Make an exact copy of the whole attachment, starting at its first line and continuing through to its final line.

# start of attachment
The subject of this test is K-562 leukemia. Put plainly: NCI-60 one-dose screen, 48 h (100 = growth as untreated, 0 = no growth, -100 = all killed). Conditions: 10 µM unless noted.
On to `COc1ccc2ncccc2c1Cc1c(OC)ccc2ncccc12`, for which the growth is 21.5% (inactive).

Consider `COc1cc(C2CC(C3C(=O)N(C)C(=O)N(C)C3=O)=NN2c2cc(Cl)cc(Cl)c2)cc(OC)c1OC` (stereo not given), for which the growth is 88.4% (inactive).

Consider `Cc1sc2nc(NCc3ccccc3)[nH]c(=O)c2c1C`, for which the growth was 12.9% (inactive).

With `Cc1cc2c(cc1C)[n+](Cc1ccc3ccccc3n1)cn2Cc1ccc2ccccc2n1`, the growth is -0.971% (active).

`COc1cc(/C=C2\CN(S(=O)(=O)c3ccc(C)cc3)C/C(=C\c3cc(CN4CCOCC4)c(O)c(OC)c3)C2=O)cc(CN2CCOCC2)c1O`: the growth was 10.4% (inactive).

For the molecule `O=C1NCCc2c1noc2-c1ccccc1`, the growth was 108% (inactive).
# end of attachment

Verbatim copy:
The subject of this test is K-562 leukemia. Put plainly: NCI-60 one-dose screen, 48 h (100 = growth as untreated, 0 = no growth, -100 = all killed). Conditions: 10 µM unless noted.
On to `COc1ccc2ncccc2c1Cc1c(OC)ccc2ncccc12`, for which the growth is 21.5% (inactive).

Consider `COc1cc(C2CC(C3C(=O)N(C)C(=O)N(C)C3=O)=NN2c2cc(Cl)cc(Cl)c2)cc(OC)c1OC` (stereo not given), for which the growth is 88.4% (inactive).

Consider `Cc1sc2nc(NCc3ccccc3)[nH]c(=O)c2c1C`, for which the growth was 12.9% (inactive).

With `Cc1cc2c(cc1C)[n+](Cc1ccc3ccccc3n1)cn2Cc1ccc2ccccc2n1`, the growth is -0.971% (active).

`COc1cc(/C=C2\CN(S(=O)(=O)c3ccc(C)cc3)C/C(=C\c3cc(CN4CCOCC4)c(O)c(OC)c3)C2=O)cc(CN2CCOCC2)c1O`: the growth was 10.4% (inactive).

For the molecule `O=C1NCCc2c1noc2-c1ccccc1`, the growth was 108% (inactive).